Coming out as lesbian, gay, bisexual, transgender, or queer (LGBTQ) is a deeply personal process that varies for each individual, and there is no “right or wrong way” to do so. No matter your age or life path, each individual gets to determine when the time is right to publicly share her/his/hir identity. The great news is that more and more people are feeling more supported and safer than ever before. The Human Rights Campaign (HRC) surveyed Americans in 2006 and found that 83% of adults who self-identify as LGBTQ consider themselves to be out.
Many of us also know that as support and safety increase, the age at which people self-identify their sexual orientation is decreasing, and young people are coming out at younger than ever before. In 2012, HRC surveyed over 10,000 LGBTQ-identified youth and found that 91% of the youth (ages 13-17) are out to their close friends, 64% are out to their classmates, and just over half are out to their families. This report also outlines the challenges that face young people and also marks the incredible progress we’ve made over the years!
However, many of us know that coming out, particularly later in life remains challenging and can be further complicated by a lack of community support, ignorance, or geographic isolation. For example, what if you are over 30 years old and married? Carren Strock, author of “Married Women Who Love Women,” writes in her book that 59 of 100 women polled who came out later in life admitted that at the time of their marriage, they did not know that they were gay. She also quotes licensed social worker and lesbian relationship coach Barb Elgin, who explains “When you’ve built a whole life in the straight world and then dismantle or implode it, there can be many victims…Sadly, until folks are educated, many [lesbians’ loved ones] believe they would rather not know or pretend it isn’t happening.”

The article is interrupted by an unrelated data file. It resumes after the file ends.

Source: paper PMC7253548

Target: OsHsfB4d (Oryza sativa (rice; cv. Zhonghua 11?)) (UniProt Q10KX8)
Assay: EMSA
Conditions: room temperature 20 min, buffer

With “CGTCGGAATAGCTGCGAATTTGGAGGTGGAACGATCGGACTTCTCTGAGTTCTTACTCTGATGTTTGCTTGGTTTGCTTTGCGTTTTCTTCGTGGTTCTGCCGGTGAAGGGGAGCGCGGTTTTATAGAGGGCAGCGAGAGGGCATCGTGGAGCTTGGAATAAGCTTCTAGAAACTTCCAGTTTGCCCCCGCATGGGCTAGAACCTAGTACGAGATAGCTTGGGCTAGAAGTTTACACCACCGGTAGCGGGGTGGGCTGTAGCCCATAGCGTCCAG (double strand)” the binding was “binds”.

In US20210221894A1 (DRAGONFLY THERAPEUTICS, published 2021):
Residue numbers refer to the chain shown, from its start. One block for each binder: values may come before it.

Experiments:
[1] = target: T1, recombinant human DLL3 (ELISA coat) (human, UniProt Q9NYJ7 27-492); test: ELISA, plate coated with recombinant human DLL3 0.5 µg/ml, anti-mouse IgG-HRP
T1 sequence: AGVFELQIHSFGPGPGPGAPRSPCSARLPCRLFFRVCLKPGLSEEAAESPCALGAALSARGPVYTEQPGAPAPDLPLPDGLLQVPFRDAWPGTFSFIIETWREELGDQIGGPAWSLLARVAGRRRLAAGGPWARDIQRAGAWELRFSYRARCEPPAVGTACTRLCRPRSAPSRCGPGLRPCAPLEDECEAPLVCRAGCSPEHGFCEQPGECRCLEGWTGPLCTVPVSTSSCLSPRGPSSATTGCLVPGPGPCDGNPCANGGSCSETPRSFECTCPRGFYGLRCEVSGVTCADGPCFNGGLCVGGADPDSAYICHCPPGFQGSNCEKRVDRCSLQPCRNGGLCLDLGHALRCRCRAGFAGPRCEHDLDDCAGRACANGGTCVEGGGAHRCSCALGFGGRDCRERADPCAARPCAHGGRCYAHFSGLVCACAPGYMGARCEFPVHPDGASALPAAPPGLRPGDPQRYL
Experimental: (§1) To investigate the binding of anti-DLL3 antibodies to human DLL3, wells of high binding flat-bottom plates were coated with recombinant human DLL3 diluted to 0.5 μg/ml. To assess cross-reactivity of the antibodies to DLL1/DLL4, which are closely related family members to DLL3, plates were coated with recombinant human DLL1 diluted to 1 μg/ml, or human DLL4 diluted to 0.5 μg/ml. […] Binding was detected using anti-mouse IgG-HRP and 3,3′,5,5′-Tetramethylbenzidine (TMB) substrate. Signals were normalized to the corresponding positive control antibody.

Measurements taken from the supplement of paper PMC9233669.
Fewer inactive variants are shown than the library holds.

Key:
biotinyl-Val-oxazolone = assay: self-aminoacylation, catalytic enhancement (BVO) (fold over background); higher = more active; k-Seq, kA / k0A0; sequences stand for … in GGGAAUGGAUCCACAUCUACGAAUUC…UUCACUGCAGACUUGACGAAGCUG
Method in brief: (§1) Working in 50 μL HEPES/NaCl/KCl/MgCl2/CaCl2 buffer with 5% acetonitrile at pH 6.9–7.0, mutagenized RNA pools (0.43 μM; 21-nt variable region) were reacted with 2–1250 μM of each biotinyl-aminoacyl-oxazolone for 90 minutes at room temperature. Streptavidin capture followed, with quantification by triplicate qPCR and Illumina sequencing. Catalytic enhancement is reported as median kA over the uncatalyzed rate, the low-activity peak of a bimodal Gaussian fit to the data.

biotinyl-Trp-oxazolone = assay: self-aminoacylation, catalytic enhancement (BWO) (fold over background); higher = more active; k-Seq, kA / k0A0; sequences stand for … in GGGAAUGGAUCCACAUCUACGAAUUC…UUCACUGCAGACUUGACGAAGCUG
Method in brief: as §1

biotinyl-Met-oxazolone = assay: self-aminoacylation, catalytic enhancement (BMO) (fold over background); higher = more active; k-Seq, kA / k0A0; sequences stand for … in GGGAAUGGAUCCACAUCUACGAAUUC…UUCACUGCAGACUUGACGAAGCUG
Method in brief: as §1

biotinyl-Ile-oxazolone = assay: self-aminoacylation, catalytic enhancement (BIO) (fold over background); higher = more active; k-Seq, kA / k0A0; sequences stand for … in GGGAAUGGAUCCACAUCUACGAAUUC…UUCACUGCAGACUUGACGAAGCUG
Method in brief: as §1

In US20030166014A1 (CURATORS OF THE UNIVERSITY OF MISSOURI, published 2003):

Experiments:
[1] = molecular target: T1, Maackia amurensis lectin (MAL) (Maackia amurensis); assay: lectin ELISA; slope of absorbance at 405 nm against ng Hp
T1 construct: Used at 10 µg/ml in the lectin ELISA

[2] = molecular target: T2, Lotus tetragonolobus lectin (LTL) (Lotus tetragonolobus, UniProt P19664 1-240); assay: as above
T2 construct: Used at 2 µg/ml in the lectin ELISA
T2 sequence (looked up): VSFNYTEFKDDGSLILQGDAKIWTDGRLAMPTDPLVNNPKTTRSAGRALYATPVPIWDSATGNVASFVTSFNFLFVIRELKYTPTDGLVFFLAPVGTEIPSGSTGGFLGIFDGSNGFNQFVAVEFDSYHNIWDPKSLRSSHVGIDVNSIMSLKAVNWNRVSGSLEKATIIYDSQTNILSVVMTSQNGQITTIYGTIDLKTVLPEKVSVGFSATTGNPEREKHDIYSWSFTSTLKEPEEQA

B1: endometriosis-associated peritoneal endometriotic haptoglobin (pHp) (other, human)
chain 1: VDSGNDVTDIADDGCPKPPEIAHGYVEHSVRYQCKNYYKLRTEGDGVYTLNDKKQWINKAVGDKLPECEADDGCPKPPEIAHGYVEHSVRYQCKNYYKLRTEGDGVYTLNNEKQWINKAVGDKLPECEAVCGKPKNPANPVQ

Holly Teige, co-founder of the Sky Valley GLBTQ Alliance and founder of Western Washington’s Out After 30 Meet-up says, “Everyone has a story and everyone’s story is different. When I came out at 30 years old and sought out resources, I found that most were for youth or men. There was very little for those coming out in adulthood. I wanted to find guidance, and in the absence of it, I decided to establish a support network to at least connect myself with others in my situation, men and women.”
Holly says that in the 18 months since the group began, the membership has grown to 150+ members. She quotes member “K” who says, “I saw the name of this group, and thought ‘Thank God! I’m not the only one!’ Pretty much all the resources currently out there are geared towards teens, and even though we hear about people who wake up to their true sexualities much later, I was feeling kind of dumb for not accepting myself before now.”
Beginning April of this year, there will be monthly social activities in addition to a regular monthly chat group held on the last Saturday of every month in downtown Seattle at the DeLuxe Bar and Grill. In addition to the in-person meet-ups, Holly plans to expand the website to include a bulletin board and counseling support from volunteer therapists as well as resource referrals for those in this position.
She says, “As a primarily online resource this small organization is uniquely positioned to bring together people from all geographic areas, especially those of us who are in rural areas, with less access to a more visible LGBTQ community.”
Coming out at any age can be both a struggle and a joy, but most of all it can reduce isolation. As an organization working in the West, covering vast geography and thousands of small towns, Pride Foundation understands the unique challenges that individuals coming out later in life face. If you are over 30 when you decide to do this, consider joining the Out After 30 Meet-Up to connect with others who are going through or have gone through a similar process. You never know who you will meet!
Uma is Pride Foundation’s Regional Development Organizer in Western Washington. Email Uma.